Freedomworks -Default won’t happen.
This chart shows why the U.S. Government will not default on its debt, should it hit the statutory debt limit set by Congress (a limit that the Treasury Department suggests may be reached later this month).
(Click on image to see larger version.)
Look at the spending bar on the far left, marked “Interest on Debt.”
Now compare it to the green tax revenue bar above it, marked “Income.”
The two bars aren’t even close in length.
Uncle Sam takes in vastly more money each day than he needs to pay principal and interest on U.S. government bonds.
That’s what a “default” is — failing to pay your creditors on time.
In a scenario where we arrive at “X day,” meaning the day when the statutory debt limit is reached and the president can no longer legally borrow on the credit of the United States, the president would not default.
Rather, he would be forced to decide whom to pay first, and whom to pay later when sufficient funds become available. This is called prioritization.
No statute bars the president from prioritizing holders of U.S. government bonds over others to whom the government also has financial obligations. Some lawyers contend that the U.S. Constitution actually requires him to do so (14th Amendment, section 4).
Regardless of the law, every president, including the current one, has sworn publicly never to do anything that would diminish the “full faith and credit” of the United States.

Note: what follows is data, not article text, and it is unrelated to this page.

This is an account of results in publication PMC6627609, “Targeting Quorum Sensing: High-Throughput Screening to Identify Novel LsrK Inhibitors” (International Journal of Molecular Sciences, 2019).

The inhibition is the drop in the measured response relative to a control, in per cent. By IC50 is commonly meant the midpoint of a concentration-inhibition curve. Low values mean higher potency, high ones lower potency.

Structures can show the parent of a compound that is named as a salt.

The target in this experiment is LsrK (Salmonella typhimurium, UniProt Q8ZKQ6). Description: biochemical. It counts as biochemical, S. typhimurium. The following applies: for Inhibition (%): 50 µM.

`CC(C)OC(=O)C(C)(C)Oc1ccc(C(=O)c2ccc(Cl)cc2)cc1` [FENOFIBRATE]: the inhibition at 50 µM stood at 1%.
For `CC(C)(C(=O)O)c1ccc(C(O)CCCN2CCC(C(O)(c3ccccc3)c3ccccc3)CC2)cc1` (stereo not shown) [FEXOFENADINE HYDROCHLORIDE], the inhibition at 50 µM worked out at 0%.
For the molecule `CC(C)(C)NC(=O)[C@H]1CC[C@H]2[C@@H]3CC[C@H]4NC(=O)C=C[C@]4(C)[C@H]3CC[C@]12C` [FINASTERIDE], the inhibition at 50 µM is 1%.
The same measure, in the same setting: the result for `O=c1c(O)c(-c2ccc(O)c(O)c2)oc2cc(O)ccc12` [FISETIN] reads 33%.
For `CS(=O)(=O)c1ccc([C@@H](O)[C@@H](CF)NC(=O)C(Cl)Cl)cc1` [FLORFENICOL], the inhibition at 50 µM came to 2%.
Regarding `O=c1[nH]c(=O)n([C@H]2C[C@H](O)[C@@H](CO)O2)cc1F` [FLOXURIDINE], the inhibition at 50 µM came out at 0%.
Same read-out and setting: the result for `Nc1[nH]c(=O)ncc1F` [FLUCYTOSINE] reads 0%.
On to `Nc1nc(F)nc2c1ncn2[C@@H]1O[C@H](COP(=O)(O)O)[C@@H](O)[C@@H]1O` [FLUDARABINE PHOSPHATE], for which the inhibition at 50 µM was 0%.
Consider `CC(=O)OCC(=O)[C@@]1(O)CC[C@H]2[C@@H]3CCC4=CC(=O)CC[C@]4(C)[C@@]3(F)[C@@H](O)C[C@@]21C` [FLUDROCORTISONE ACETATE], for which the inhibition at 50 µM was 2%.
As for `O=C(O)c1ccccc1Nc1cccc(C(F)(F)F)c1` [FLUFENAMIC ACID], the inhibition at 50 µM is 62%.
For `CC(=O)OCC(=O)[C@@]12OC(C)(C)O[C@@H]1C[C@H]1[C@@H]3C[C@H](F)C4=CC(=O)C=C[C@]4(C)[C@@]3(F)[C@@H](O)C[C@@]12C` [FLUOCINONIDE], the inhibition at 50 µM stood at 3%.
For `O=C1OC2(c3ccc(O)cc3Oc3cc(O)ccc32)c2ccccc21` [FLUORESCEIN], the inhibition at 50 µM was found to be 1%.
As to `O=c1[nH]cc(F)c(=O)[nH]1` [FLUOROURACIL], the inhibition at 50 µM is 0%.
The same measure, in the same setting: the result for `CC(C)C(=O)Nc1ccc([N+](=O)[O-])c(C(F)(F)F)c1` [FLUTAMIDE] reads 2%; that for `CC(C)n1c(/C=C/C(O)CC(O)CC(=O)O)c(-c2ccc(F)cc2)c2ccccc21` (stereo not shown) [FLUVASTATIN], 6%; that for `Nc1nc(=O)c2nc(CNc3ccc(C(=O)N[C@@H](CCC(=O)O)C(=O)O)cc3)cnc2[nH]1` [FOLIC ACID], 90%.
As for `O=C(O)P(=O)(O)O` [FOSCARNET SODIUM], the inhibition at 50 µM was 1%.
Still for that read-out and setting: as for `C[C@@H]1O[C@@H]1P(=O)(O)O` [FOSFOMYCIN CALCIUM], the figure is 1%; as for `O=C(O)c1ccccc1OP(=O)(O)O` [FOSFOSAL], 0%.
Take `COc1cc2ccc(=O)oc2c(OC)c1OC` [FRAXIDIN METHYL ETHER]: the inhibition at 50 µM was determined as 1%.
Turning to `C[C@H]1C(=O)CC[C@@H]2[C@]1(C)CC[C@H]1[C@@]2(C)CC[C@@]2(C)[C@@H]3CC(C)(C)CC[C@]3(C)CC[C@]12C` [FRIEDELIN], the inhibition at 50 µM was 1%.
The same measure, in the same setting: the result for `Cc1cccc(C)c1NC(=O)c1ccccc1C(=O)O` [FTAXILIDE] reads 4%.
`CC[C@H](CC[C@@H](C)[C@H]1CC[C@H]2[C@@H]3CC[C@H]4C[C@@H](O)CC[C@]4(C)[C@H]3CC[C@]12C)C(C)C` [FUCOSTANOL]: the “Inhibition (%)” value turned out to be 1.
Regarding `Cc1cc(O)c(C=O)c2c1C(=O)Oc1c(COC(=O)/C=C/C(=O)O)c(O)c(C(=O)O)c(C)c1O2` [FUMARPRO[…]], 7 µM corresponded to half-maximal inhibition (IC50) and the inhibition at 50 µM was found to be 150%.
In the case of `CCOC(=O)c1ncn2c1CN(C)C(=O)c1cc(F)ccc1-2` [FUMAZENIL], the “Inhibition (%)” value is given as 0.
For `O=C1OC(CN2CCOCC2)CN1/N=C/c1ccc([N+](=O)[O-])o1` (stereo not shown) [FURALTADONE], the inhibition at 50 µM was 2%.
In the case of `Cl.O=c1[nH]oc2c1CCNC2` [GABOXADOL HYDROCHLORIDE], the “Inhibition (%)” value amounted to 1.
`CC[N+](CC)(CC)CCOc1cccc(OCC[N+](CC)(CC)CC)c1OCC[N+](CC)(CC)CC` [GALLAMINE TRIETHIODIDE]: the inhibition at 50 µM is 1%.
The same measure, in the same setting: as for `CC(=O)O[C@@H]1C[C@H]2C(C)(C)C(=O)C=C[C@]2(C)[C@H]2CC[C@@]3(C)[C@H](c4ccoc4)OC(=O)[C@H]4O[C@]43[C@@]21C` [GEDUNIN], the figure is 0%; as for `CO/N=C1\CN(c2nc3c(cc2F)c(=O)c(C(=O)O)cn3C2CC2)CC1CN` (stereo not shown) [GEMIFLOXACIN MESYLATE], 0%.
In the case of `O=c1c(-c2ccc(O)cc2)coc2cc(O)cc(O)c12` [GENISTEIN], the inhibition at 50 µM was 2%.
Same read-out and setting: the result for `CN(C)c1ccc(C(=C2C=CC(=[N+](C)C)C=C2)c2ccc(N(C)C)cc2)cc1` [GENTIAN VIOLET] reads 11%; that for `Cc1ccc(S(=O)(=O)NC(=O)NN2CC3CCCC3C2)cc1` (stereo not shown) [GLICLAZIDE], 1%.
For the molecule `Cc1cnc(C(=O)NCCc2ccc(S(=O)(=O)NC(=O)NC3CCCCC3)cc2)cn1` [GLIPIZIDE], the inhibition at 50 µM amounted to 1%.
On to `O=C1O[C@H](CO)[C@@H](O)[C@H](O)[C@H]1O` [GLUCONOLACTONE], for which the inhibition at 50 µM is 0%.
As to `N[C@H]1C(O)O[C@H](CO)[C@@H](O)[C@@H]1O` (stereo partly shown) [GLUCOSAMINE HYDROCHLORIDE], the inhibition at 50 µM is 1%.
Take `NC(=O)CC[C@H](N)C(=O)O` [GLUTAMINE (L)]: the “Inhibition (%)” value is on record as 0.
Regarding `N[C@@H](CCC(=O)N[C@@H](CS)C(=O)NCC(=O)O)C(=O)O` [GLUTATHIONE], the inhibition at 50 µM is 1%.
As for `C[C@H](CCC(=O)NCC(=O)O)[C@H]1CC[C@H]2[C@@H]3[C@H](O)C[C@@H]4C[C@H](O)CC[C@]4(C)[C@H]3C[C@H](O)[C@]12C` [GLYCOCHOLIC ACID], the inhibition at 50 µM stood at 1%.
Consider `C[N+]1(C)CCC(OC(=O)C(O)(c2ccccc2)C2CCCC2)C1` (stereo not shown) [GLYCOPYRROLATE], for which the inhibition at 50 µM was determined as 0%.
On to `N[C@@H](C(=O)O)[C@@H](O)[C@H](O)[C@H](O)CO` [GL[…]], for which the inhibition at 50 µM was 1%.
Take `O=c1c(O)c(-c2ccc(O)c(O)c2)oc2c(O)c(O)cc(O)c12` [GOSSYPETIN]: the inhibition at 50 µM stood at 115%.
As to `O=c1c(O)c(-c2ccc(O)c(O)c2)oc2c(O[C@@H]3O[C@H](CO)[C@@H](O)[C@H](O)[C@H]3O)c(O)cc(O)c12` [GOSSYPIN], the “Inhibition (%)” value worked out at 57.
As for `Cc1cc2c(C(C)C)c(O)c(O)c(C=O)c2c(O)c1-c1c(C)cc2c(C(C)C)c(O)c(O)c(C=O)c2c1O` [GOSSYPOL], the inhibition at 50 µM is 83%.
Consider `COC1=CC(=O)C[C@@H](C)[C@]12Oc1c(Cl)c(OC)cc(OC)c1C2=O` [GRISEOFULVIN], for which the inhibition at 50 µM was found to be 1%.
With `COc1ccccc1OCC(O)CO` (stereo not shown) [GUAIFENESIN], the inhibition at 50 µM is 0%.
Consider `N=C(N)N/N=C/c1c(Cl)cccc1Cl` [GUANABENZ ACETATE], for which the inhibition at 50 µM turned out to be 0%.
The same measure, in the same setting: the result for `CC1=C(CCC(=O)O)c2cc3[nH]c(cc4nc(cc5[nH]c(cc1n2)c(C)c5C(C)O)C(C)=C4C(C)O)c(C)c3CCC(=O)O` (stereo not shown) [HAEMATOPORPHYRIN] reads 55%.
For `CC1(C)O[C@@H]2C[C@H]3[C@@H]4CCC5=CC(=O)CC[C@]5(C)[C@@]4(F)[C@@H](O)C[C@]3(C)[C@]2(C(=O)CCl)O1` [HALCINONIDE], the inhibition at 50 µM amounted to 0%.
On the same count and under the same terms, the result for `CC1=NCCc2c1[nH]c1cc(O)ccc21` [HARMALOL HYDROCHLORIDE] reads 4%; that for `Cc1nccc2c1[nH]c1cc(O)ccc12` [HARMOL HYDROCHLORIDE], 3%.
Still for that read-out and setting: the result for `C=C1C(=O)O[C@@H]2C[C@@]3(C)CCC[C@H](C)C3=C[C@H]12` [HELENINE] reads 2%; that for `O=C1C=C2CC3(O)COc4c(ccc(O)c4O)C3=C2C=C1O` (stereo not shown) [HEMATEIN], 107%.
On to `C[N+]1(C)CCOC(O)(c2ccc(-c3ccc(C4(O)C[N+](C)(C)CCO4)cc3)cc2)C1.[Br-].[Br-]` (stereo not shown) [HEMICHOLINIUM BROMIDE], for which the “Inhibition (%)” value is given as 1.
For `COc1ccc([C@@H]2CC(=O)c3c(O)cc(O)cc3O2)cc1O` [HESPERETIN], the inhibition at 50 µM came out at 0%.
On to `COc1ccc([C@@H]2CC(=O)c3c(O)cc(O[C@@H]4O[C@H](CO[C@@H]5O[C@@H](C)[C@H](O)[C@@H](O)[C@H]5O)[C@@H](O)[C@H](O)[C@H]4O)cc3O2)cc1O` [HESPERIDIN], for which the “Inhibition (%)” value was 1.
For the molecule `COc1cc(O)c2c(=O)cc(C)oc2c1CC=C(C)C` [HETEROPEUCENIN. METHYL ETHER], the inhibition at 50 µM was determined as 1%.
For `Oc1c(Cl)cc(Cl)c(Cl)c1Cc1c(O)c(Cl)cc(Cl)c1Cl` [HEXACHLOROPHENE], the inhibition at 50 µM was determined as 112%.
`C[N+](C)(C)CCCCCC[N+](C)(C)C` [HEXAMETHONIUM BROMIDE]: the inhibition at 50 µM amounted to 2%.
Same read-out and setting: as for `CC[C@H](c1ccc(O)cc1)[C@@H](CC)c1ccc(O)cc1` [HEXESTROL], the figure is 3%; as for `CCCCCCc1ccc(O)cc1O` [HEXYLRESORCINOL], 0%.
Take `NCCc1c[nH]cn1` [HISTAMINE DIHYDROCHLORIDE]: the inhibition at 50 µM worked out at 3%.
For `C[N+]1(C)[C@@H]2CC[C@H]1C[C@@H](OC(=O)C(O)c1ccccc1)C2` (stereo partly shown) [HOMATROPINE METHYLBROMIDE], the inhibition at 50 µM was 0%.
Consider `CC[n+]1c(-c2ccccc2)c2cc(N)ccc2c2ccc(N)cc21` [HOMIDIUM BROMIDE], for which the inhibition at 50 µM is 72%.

Note the word “faith.” That’s a word from the world of contracts.
Note the word “credit.” That’s a word from the world of finance.
Note the word “and.” It narrows the meaning of the phrase.
Note the word “full.” It also narrows the meaning.
Clearly, “full faith and credit” is a term of art, with a specific meaning.
What is its meaning? It means “always paying back those who have lent you money, on time, in full, according to the terms of the contract, without fail.”
While other kinds of government payments — paychecks, benefit checks, reimbursements, financial grants — are often subject to the terms of a contract and thus matters of “faith,” they are never matters of “credit.”
Take an extreme example. Let’s say the president is forced to postpone Social Security retirement benefits for two weeks, due to lack of sufficient funds. (Although that is very unlikely. Look at the chart again.) Retirees will be inconvenienced, to be sure — in some cases severely so. They may cry, “Breach of faith!” But no one could truthfully cry, “Default!”
Those who talk loosely of “default” fail to note that markets don’t care very much about non-debt-related obligations. They care a lot about debt-related ones.
Uncle Sam has never yet missed a bond payment. (Okay, he did once, in 1979, but the amount was so small and the delay so brief that it had no discernible effect.) But he has of course missed other kinds of payments. The world did not end.
Has the IRS ever been late in sending out a tax refund?
Has Medicare ever been late in reimbursing a doctor or hospital?
No serious person regards those as “defaults.”
Delaying tens of billions in Social Security benefits would not rattle financial markets one-tenth as much as would a failure to make a tiny debt interest payment on a set of U.S. Government bonds.
Every president is determined to protect the government’s “full faith and credit” because it reflects on his performance. A default would be a black mark on his legacy.
In the event he runs out of borrowing headroom, the president will prioritize.
Default won’t happen.